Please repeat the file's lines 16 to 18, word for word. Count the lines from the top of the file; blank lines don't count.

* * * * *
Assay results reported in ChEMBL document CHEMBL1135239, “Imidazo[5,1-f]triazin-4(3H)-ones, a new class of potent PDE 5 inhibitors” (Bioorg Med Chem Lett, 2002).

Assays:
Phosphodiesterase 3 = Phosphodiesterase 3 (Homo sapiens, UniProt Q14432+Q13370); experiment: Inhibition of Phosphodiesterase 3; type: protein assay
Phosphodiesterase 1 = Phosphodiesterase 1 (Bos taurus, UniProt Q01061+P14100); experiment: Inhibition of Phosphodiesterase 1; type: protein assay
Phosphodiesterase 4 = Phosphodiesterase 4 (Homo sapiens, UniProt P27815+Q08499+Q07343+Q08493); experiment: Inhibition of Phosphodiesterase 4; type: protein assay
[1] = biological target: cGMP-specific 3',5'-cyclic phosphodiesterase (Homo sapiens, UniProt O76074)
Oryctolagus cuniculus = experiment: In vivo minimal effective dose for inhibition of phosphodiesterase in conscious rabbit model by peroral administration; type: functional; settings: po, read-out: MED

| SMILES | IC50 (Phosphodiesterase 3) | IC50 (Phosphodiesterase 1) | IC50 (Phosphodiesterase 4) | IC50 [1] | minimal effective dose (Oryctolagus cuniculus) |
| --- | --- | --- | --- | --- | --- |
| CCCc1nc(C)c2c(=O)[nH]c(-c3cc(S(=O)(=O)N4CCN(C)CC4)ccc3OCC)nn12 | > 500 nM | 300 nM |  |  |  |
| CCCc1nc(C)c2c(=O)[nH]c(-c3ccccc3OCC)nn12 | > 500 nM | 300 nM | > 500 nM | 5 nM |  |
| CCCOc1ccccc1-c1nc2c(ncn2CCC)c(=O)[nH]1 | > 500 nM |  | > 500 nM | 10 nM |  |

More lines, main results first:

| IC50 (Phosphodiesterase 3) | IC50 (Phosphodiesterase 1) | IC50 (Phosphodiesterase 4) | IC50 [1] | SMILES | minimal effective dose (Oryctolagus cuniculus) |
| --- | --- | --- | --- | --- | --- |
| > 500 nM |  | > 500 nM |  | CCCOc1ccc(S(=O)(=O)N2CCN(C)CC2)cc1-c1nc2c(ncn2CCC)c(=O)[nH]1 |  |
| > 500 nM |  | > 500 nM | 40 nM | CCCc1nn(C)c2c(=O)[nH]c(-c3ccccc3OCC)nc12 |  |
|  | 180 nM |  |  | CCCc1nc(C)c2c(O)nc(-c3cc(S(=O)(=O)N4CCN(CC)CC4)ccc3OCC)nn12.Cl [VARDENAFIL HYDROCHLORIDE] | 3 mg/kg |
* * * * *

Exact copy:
| > 500 nM |  | > 500 nM |  | CCCOc1ccc(S(=O)(=O)N2CCN(C)CC2)cc1-c1nc2c(ncn2CCC)c(=O)[nH]1 |  |
| > 500 nM |  | > 500 nM | 40 nM | CCCc1nn(C)c2c(=O)[nH]c(-c3ccccc3OCC)nc12 |  |
|  | 180 nM |  |  | CCCc1nc(C)c2c(O)nc(-c3cc(S(=O)(=O)N4CCN(CC)CC4)ccc3OCC)nn12.Cl [VARDENAFIL HYDROCHLORIDE] | 3 mg/kg |